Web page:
A New Series: One Minute Reviews of
Books by Vermont Authors
Laura's column "One Minute Reviews" has appeared bi-weekly in Wilmington, Vermont's Deerfield Valley News since 2015. In April 2018, she found that no Vermont periodical consistently reviews all fiction and non-fiction by Vermont authors, so she started a series to fill that void. Published reviews from that series and some earlier reviews of local authors are listed with links to a scan of the printed copy. Reviews still in queue are listed without links until they appear in print.
A Thirteen-Year-Old Saves a Family
Daphne Kalmar, Stealing Mt. Rushmore. Feiwei and Friends, 2020
It's the summer of 1974. More and more incidents are revealing that President Nixon is a crook. But in the working-class Sanders family, Presidents are heroes, not crooks. Dad, a Korean War veteran and full-time short order cook, attributes his own survival to the picture of Mt. Rushmore he carried with him throughout the war; he planned to name his sons George, Tom, Teddy and Abe. Unfortunately, his second child turned out to be a girl, Nellie—"short" for Susan B. Anthony. As the book opens, Nellie is thirteen. Dad pays her to look after her six-year-old brother Teddy, because Mom walked out on the family five months earlier, leaving no address or phone number. To compound Mom's abandonment, as Dad finds out in the opening chapters, there is her theft of the $500 that the family has saved up over the years for a camping trip to see Mt. Rushmore. His dream trip stolen, Dad rushes out onto the door stoop in his underwear, yelling—then retreats to his bedroom for what Nellie knows is going to be a long time.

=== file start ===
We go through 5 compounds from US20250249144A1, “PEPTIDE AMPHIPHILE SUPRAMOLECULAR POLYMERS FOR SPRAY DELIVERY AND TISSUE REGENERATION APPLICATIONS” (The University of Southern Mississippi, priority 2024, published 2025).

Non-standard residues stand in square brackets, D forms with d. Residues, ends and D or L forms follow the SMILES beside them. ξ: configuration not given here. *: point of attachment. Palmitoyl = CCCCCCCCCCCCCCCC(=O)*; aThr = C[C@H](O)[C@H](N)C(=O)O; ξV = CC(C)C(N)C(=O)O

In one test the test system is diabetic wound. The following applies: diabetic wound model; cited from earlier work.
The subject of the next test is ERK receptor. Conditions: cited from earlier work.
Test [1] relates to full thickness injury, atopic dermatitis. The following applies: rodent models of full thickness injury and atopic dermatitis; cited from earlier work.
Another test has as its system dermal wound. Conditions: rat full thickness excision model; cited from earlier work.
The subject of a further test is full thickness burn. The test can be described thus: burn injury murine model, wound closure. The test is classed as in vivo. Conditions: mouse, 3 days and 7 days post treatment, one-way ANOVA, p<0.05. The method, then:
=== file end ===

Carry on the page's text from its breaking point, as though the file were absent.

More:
Dad's depression leaves Nellie in charge not just of Teddy, but of the whole family. Her oldest brother, George, is no help. In fact, when he comes home from work at the diner, he says he took the money and got it to Mom. Her ten-year-old brother Tom is quiet—too quiet—and prone to "disappear" into the cellar and his model airplanes. Dad does get up eventually, but his work days are long, and he simply collapses in front of the TV when he comes home. After talking with her best friend Maya, Nellie decides she can hold the family together only by raising the money they need to afford Mt. Rushmore trip. Tom agrees, chipping in his paper-route money and making extra change loading groceries at the local Stop & Shop. Nellie does yard work and contributes her savings, but that's not enough. With Maya's help, she half-guiltily, half angrily arranges a yard sale of the clothes and jewelry Mom left behind. Her anger at unjust adult behavior spills over when she and Teddy see a dog being beaten by its owner; they rescue it and take it home. Hoping to win Dad over, they name it Abe. Unsurprisingly, Dad says the dog must go, but Nellie stands up to him, arguing that Abe is always happy, so he cheers them all up. Abe stays. It's a small victory, but the kids need his flea-bitten cheer, because the family nearly ruptures, and the promised trip seems increasingly out of reach, despite all Nellie's efforts.
Stealing Mt. Rushmore is technically middle-grade fiction, but like all good children's books, it also appeals to adults. The Somerville, Massachusetts setting is convincingly portrayed: the neighbors are sketched quickly and humorously, the humidity and heat are clearly stifling, the subway trips that Nellie and Teddy take to the Swan Boats in Boston are filled with atmosphere. The historical details are slipped in effortlessly as Nellie reads the headlines in the Boston Herald American, the newspaper Tom folds at 5:00 AM and delivers. The Sanders family's emotional limbo and increasing disillusionment with Mom subtly parallels the national limbo and disillusionment of the days before Nixon's resignation. Most memorable, however, is Nellie's stubborn refusal to let her family fall apart, joined to the love and support she unfailingly gives to her distraught and confused youngest brother. This is a delightful read.